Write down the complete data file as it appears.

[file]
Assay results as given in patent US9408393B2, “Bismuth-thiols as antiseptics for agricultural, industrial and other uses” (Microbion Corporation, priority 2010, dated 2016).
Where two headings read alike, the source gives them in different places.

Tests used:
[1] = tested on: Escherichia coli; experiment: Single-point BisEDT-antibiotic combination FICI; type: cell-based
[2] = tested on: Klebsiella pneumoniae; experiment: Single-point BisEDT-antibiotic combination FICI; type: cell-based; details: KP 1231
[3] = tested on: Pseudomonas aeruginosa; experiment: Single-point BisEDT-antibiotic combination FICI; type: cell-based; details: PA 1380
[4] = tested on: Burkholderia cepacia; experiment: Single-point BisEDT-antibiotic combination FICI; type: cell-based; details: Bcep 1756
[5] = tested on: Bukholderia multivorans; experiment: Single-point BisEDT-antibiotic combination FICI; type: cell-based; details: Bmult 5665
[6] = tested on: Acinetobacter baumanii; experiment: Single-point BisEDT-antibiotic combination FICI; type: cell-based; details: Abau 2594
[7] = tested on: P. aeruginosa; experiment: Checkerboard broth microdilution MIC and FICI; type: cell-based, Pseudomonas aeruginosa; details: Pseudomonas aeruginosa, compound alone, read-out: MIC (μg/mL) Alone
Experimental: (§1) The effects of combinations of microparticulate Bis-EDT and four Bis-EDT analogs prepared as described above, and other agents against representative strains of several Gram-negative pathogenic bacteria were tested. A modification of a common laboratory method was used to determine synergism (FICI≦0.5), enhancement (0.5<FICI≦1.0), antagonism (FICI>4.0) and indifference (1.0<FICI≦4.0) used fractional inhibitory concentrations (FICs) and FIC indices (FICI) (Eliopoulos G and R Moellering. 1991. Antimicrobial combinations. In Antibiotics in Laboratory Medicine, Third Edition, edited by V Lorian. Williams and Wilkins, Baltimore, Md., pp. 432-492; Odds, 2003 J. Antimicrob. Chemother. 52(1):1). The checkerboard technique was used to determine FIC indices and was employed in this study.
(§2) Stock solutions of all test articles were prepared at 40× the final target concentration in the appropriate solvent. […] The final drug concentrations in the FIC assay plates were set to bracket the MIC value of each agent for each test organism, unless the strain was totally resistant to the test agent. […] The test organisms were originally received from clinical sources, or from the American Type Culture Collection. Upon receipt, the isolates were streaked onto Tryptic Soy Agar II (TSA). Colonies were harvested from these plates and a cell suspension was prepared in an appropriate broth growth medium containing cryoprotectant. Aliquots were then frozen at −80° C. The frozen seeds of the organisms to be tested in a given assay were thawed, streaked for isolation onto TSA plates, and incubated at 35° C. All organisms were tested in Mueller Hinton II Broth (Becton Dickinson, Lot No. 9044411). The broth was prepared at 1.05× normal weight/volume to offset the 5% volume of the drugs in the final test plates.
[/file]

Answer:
Assay results as given in patent US9408393B2, “Bismuth-thiols as antiseptics for agricultural, industrial and other uses” (Microbion Corporation, priority 2010, dated 2016).
Where two headings read alike, the source gives them in different places.

Tests used:
[1] = tested on: Escherichia coli; experiment: Single-point BisEDT-antibiotic combination FICI; type: cell-based
[2] = tested on: Klebsiella pneumoniae; experiment: Single-point BisEDT-antibiotic combination FICI; type: cell-based; details: KP 1231
[3] = tested on: Pseudomonas aeruginosa; experiment: Single-point BisEDT-antibiotic combination FICI; type: cell-based; details: PA 1380
[4] = tested on: Burkholderia cepacia; experiment: Single-point BisEDT-antibiotic combination FICI; type: cell-based; details: Bcep 1756
[5] = tested on: Bukholderia multivorans; experiment: Single-point BisEDT-antibiotic combination FICI; type: cell-based; details: Bmult 5665
[6] = tested on: Acinetobacter baumanii; experiment: Single-point BisEDT-antibiotic combination FICI; type: cell-based; details: Abau 2594
[7] = tested on: P. aeruginosa; experiment: Checkerboard broth microdilution MIC and FICI; type: cell-based, Pseudomonas aeruginosa; details: Pseudomonas aeruginosa, compound alone, read-out: MIC (μg/mL) Alone
Experimental: (§1) The effects of combinations of microparticulate Bis-EDT and four Bis-EDT analogs prepared as described above, and other agents against representative strains of several Gram-negative pathogenic bacteria were tested. A modification of a common laboratory method was used to determine synergism (FICI≦0.5), enhancement (0.5<FICI≦1.0), antagonism (FICI>4.0) and indifference (1.0<FICI≦4.0) used fractional inhibitory concentrations (FICs) and FIC indices (FICI) (Eliopoulos G and R Moellering. 1991. Antimicrobial combinations. In Antibiotics in Laboratory Medicine, Third Edition, edited by V Lorian. Williams and Wilkins, Baltimore, Md., pp. 432-492; Odds, 2003 J. Antimicrob. Chemother. 52(1):1). The checkerboard technique was used to determine FIC indices and was employed in this study.
(§2) Stock solutions of all test articles were prepared at 40× the final target concentration in the appropriate solvent. […] The final drug concentrations in the FIC assay plates were set to bracket the MIC value of each agent for each test organism, unless the strain was totally resistant to the test agent. […] The test organisms were originally received from clinical sources, or from the American Type Culture Collection. Upon receipt, the isolates were streaked onto Tryptic Soy Agar II (TSA). Colonies were harvested from these plates and a cell suspension was prepared in an appropriate broth growth medium containing cryoprotectant. Aliquots were then frozen at −80° C. The frozen seeds of the organisms to be tested in a given assay were thawed, streaked for isolation onto TSA plates, and incubated at 35° C. All organisms were tested in Mueller Hinton II Broth (Becton Dickinson, Lot No. 9044411). The broth was prepared at 1.05× normal weight/volume to offset the 5% volume of the drugs in the final test plates.